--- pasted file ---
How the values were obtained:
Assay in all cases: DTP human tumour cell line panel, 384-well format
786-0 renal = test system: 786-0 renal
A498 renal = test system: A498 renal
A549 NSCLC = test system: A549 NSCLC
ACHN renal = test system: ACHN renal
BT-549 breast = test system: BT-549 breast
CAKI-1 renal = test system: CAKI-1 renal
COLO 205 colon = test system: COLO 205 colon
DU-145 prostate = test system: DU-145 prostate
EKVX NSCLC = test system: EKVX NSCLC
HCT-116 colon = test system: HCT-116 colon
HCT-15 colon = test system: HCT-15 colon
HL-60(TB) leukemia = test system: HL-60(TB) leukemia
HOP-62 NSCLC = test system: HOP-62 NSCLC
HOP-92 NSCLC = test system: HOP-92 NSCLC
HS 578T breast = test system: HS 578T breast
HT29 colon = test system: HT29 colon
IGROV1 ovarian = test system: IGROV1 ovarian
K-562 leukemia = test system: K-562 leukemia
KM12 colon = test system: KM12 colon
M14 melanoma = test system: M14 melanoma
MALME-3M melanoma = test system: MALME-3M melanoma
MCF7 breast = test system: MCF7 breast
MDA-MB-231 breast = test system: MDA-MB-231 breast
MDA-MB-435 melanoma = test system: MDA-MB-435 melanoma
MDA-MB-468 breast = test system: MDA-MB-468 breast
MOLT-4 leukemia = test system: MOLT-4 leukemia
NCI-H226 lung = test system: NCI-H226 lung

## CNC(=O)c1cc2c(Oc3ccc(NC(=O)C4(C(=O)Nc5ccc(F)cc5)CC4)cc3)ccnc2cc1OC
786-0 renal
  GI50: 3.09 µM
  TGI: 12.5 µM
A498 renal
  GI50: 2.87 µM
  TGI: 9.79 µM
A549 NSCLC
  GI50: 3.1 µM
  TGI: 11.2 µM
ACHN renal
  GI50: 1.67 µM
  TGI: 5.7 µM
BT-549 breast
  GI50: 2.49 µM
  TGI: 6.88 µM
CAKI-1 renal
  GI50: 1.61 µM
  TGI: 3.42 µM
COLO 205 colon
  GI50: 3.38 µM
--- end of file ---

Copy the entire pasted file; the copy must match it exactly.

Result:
How the values were obtained:
Assay in all cases: DTP human tumour cell line panel, 384-well format
786-0 renal = test system: 786-0 renal
A498 renal = test system: A498 renal
A549 NSCLC = test system: A549 NSCLC
ACHN renal = test system: ACHN renal
BT-549 breast = test system: BT-549 breast
CAKI-1 renal = test system: CAKI-1 renal
COLO 205 colon = test system: COLO 205 colon
DU-145 prostate = test system: DU-145 prostate
EKVX NSCLC = test system: EKVX NSCLC
HCT-116 colon = test system: HCT-116 colon
HCT-15 colon = test system: HCT-15 colon
HL-60(TB) leukemia = test system: HL-60(TB) leukemia
HOP-62 NSCLC = test system: HOP-62 NSCLC
HOP-92 NSCLC = test system: HOP-92 NSCLC
HS 578T breast = test system: HS 578T breast
HT29 colon = test system: HT29 colon
IGROV1 ovarian = test system: IGROV1 ovarian
K-562 leukemia = test system: K-562 leukemia
KM12 colon = test system: KM12 colon
M14 melanoma = test system: M14 melanoma
MALME-3M melanoma = test system: MALME-3M melanoma
MCF7 breast = test system: MCF7 breast
MDA-MB-231 breast = test system: MDA-MB-231 breast
MDA-MB-435 melanoma = test system: MDA-MB-435 melanoma
MDA-MB-468 breast = test system: MDA-MB-468 breast
MOLT-4 leukemia = test system: MOLT-4 leukemia
NCI-H226 lung = test system: NCI-H226 lung

## CNC(=O)c1cc2c(Oc3ccc(NC(=O)C4(C(=O)Nc5ccc(F)cc5)CC4)cc3)ccnc2cc1OC
786-0 renal
  GI50: 3.09 µM
  TGI: 12.5 µM
A498 renal
  GI50: 2.87 µM
  TGI: 9.79 µM
A549 NSCLC
  GI50: 3.1 µM
  TGI: 11.2 µM
ACHN renal
  GI50: 1.67 µM
  TGI: 5.7 µM
BT-549 breast
  GI50: 2.49 µM
  TGI: 6.88 µM
CAKI-1 renal
  GI50: 1.61 µM
  TGI: 3.42 µM
COLO 205 colon
  GI50: 3.38 µM